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Photographs of Early 20th Century Life
From the Ewing Galloway Archives

At the Mishkin Gallery, March 30–April 25, 2007

Though not a photographer himself, Ewing Galloway (1881-1953) compiled one of the largest and most diverse photo archives ever assembled. Revisiting Photography, images from the Galloway archive depicting everyday life and work in the early 20th century, will be on view at Baruch College’s Mishkin Gallery from Friday, March 30, to Wednesday, April 25, 2007. Opening Reception: Thursday, March 29, 6 to 8 pm. Free and open to the public.

Born in Kentucky, Galloway tried a number of careers before opening a small photo archive at 218 E. 28th Street in 1920. Eventually, with offices in Chicago, Detroit, Los Angeles, Boston, London, Berlin, and Amsterdam, Galloway amassed a collection of more than 400,000 photographs. Though assembled for commercial purposes, the photographs do not depict news events; rather, they are vividly expressive images of “ordinary” life in the early 20th century.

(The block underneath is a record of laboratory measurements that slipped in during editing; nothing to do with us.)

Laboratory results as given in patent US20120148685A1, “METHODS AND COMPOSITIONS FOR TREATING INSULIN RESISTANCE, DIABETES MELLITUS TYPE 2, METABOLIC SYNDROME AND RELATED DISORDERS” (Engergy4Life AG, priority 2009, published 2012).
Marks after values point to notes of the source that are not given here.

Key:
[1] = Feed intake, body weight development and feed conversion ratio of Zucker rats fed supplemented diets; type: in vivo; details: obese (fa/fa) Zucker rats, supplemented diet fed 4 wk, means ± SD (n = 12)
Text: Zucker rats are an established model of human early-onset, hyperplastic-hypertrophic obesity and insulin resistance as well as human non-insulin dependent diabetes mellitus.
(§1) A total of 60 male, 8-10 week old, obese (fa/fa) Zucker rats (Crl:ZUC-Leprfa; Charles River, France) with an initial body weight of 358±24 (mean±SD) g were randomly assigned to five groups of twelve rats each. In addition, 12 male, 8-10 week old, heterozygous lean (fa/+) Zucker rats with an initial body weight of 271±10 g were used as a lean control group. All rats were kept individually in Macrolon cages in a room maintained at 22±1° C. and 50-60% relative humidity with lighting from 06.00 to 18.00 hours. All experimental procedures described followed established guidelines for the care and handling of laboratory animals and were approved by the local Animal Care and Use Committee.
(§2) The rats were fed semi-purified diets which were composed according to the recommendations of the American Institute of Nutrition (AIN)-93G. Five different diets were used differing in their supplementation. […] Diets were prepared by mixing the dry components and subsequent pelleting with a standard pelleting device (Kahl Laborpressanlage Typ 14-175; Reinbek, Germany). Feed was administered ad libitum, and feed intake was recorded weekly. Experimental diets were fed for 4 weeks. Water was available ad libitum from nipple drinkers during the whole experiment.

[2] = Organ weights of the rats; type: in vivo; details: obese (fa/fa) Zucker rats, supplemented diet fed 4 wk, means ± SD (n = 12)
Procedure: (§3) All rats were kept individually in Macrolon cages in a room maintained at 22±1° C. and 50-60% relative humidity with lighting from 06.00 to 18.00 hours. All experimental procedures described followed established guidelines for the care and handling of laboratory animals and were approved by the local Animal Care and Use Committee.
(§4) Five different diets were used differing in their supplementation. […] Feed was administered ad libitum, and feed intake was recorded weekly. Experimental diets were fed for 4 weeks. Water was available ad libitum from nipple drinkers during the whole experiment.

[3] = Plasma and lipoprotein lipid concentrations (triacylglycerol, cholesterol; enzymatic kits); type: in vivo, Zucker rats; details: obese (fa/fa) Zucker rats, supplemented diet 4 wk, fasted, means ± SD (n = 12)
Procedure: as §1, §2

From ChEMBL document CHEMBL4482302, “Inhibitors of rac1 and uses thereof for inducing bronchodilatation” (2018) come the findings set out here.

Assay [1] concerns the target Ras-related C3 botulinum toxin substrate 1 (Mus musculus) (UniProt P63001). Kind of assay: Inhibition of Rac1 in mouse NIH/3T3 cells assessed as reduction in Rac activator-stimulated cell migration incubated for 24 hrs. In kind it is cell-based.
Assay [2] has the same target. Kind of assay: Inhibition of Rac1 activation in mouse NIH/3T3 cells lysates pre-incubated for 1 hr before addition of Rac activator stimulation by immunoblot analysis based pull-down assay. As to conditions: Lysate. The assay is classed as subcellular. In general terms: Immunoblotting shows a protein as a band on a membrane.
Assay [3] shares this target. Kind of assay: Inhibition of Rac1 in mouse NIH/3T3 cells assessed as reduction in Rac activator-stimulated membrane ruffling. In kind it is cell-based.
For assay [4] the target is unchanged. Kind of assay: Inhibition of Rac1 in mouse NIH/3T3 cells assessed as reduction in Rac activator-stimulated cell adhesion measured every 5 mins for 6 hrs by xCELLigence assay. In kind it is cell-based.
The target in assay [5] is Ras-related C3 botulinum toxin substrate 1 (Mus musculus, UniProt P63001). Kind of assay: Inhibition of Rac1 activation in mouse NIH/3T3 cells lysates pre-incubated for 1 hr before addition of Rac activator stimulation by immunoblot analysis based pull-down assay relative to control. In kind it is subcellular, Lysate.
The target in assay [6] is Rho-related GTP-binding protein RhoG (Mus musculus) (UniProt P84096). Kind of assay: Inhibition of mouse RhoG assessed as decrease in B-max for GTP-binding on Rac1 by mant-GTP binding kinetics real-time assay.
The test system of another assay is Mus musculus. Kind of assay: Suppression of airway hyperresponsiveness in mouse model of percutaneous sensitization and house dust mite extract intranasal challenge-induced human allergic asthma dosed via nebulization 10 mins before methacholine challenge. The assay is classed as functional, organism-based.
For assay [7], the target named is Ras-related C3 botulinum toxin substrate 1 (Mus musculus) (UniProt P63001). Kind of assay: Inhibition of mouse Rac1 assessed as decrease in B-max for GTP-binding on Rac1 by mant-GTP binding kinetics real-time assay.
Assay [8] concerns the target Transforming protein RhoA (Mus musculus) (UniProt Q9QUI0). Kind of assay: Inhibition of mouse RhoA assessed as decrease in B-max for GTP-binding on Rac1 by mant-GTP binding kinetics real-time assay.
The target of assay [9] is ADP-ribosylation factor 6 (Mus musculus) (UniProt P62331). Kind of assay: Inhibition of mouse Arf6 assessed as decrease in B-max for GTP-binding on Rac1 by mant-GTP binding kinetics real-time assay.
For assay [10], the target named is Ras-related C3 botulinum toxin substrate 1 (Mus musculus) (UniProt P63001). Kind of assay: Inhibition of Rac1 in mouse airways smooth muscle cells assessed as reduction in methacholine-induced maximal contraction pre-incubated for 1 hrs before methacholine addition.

Many of the most arresting images convey early 20th century work, industry, commerce, and the growth and congestion of cities that came with the advent of automobiles. Galloway’s photographs, all of them by anonymous men and women, depict work in tanning factories, whaling ships, and steel mills in all its muscular, dirty physicality. Subjects range from mustachioed gold-miners, to hobos, to a smiling aviatrix.
All the images are in black and white.

Also included in this exhibition, drawn from 200 prints donated to Baruch College, are a smattering of photos from foreign lands, presumably taken by long-ago tourists. The Mishkin Gallery is located at 135 E. 22nd St. Gallery hours are Monday-Friday, noon to 5 pm; Thursday, noon to 7 pm.

Contact: Zane Berzins (news office)
Sandra Kraskin (gallery)

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